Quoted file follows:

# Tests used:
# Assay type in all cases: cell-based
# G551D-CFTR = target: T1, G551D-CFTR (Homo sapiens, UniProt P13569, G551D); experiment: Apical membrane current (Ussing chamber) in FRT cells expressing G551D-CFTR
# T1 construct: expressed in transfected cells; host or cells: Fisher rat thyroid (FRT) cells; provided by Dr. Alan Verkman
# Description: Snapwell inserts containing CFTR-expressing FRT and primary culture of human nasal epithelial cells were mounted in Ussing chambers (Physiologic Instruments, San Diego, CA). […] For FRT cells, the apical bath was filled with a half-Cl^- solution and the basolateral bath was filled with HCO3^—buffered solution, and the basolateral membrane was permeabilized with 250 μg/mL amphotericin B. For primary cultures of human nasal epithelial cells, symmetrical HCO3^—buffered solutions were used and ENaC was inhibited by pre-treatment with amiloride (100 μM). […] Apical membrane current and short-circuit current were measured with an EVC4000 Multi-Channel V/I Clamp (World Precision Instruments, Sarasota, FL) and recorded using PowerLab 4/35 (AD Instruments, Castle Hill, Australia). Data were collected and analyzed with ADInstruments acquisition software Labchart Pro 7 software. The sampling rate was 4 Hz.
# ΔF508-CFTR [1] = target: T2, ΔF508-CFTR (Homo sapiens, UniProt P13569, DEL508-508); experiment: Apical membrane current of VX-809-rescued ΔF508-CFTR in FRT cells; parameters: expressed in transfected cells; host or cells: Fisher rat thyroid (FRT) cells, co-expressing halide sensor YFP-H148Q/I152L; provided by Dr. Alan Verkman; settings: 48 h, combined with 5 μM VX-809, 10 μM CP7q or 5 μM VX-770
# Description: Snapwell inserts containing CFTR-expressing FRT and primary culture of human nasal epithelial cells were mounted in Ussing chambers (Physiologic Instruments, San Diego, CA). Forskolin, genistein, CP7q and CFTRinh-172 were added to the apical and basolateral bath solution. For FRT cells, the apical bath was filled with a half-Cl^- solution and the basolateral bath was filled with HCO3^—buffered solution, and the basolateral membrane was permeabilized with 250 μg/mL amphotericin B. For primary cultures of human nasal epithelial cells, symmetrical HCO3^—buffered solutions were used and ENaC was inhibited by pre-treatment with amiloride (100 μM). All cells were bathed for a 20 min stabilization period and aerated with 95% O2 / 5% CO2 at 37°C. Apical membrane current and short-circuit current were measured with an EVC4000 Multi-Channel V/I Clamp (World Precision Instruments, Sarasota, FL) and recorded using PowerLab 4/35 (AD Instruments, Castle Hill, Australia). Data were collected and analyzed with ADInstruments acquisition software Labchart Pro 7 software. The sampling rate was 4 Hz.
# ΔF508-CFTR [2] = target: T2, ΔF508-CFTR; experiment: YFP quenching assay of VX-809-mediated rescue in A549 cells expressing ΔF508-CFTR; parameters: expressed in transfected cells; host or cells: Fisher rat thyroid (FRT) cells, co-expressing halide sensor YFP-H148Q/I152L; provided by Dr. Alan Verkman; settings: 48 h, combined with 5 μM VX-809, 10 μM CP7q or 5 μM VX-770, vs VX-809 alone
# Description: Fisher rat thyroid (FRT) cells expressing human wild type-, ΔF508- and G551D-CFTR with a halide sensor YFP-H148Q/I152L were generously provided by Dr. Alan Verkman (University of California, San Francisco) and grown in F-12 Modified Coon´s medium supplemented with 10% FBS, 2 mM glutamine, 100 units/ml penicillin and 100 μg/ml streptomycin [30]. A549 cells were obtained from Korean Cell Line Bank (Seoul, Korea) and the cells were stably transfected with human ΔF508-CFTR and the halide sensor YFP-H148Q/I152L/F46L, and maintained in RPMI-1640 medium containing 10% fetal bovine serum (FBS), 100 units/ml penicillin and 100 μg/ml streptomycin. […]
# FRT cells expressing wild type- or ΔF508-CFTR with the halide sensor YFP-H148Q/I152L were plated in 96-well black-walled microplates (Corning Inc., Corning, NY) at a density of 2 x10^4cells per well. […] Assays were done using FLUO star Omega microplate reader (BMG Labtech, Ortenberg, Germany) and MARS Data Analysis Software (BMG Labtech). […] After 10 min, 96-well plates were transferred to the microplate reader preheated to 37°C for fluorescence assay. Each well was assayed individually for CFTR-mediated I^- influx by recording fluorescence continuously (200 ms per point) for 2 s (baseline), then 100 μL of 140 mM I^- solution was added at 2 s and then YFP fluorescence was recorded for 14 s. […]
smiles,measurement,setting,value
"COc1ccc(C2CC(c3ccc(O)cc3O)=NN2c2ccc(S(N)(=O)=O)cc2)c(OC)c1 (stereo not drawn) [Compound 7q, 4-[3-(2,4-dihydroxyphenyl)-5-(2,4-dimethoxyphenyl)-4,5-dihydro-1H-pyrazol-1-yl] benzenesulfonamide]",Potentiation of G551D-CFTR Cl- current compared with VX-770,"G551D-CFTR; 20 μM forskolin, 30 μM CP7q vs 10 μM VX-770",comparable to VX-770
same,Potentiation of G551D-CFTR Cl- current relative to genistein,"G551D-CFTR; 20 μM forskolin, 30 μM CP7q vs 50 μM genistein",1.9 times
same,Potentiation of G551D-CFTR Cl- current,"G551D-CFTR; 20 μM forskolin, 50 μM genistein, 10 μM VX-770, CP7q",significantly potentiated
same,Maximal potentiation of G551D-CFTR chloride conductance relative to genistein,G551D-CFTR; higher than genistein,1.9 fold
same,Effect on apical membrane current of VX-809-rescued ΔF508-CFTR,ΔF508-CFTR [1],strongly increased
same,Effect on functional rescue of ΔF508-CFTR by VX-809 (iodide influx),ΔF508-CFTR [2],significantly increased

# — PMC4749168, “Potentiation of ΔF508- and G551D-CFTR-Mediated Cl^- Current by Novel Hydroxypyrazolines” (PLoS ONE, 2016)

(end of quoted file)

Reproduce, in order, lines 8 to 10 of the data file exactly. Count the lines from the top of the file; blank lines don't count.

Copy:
# ΔF508-CFTR [2] = target: T2, ΔF508-CFTR; experiment: YFP quenching assay of VX-809-mediated rescue in A549 cells expressing ΔF508-CFTR; parameters: expressed in transfected cells; host or cells: Fisher rat thyroid (FRT) cells, co-expressing halide sensor YFP-H148Q/I152L; provided by Dr. Alan Verkman; settings: 48 h, combined with 5 μM VX-809, 10 μM CP7q or 5 μM VX-770, vs VX-809 alone
# Description: Fisher rat thyroid (FRT) cells expressing human wild type-, ΔF508- and G551D-CFTR with a halide sensor YFP-H148Q/I152L were generously provided by Dr. Alan Verkman (University of California, San Francisco) and grown in F-12 Modified Coon´s medium supplemented with 10% FBS, 2 mM glutamine, 100 units/ml penicillin and 100 μg/ml streptomycin [30]. A549 cells were obtained from Korean Cell Line Bank (Seoul, Korea) and the cells were stably transfected with human ΔF508-CFTR and the halide sensor YFP-H148Q/I152L/F46L, and maintained in RPMI-1640 medium containing 10% fetal bovine serum (FBS), 100 units/ml penicillin and 100 μg/ml streptomycin. […]
# FRT cells expressing wild type- or ΔF508-CFTR with the halide sensor YFP-H148Q/I152L were plated in 96-well black-walled microplates (Corning Inc., Corning, NY) at a density of 2 x10^4cells per well. […] Assays were done using FLUO star Omega microplate reader (BMG Labtech, Ortenberg, Germany) and MARS Data Analysis Software (BMG Labtech). […] After 10 min, 96-well plates were transferred to the microplate reader preheated to 37°C for fluorescence assay. Each well was assayed individually for CFTR-mediated I^- influx by recording fluorescence continuously (200 ms per point) for 2 s (baseline), then 100 μL of 140 mM I^- solution was added at 2 s and then YFP fluorescence was recorded for 14 s. […]